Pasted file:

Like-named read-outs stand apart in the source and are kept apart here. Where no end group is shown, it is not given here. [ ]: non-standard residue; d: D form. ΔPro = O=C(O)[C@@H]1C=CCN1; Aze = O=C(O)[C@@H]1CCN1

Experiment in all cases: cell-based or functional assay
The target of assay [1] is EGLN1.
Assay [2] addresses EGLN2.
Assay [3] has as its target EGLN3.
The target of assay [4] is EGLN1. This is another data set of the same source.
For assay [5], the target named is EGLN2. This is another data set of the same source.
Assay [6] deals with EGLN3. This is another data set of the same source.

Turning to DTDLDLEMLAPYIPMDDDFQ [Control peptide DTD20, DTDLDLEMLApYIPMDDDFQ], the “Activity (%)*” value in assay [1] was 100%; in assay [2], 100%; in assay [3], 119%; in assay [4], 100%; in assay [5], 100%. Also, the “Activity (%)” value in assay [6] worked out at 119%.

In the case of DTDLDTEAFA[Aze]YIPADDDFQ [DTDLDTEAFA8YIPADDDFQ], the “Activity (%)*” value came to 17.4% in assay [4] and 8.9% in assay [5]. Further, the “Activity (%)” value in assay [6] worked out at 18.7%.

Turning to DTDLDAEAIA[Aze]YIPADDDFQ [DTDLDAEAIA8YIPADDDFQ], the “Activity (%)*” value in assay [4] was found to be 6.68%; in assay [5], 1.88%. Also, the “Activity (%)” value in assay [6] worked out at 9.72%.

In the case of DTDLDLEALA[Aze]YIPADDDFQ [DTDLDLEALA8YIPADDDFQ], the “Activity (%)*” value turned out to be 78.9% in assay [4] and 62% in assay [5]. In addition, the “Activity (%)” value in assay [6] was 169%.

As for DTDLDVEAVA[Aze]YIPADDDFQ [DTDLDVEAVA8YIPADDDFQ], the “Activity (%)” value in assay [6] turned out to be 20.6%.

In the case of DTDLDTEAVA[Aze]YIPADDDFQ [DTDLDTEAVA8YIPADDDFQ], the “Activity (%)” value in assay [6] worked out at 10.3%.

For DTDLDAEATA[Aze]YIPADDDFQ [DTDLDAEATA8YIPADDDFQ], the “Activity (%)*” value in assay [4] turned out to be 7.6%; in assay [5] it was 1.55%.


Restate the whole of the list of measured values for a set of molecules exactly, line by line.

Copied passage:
Like-named read-outs stand apart in the source and are kept apart here. Where no end group is shown, it is not given here. [ ]: non-standard residue; d: D form. ΔPro = O=C(O)[C@@H]1C=CCN1; Aze = O=C(O)[C@@H]1CCN1

Experiment in all cases: cell-based or functional assay
The target of assay [1] is EGLN1.
Assay [2] addresses EGLN2.
Assay [3] has as its target EGLN3.
The target of assay [4] is EGLN1. This is another data set of the same source.
For assay [5], the target named is EGLN2. This is another data set of the same source.
Assay [6] deals with EGLN3. This is another data set of the same source.

Turning to DTDLDLEMLAPYIPMDDDFQ [Control peptide DTD20, DTDLDLEMLApYIPMDDDFQ], the “Activity (%)*” value in assay [1] was 100%; in assay [2], 100%; in assay [3], 119%; in assay [4], 100%; in assay [5], 100%. Also, the “Activity (%)” value in assay [6] worked out at 119%.

In the case of DTDLDTEAFA[Aze]YIPADDDFQ [DTDLDTEAFA8YIPADDDFQ], the “Activity (%)*” value came to 17.4% in assay [4] and 8.9% in assay [5]. Further, the “Activity (%)” value in assay [6] worked out at 18.7%.

Turning to DTDLDAEAIA[Aze]YIPADDDFQ [DTDLDAEAIA8YIPADDDFQ], the “Activity (%)*” value in assay [4] was found to be 6.68%; in assay [5], 1.88%. Also, the “Activity (%)” value in assay [6] worked out at 9.72%.

In the case of DTDLDLEALA[Aze]YIPADDDFQ [DTDLDLEALA8YIPADDDFQ], the “Activity (%)*” value turned out to be 78.9% in assay [4] and 62% in assay [5]. In addition, the “Activity (%)” value in assay [6] was 169%.

As for DTDLDVEAVA[Aze]YIPADDDFQ [DTDLDVEAVA8YIPADDDFQ], the “Activity (%)” value in assay [6] turned out to be 20.6%.

In the case of DTDLDTEAVA[Aze]YIPADDDFQ [DTDLDTEAVA8YIPADDDFQ], the “Activity (%)” value in assay [6] worked out at 10.3%.

For DTDLDAEATA[Aze]YIPADDDFQ [DTDLDAEATA8YIPADDDFQ], the “Activity (%)*” value in assay [4] turned out to be 7.6%; in assay [5] it was 1.55%.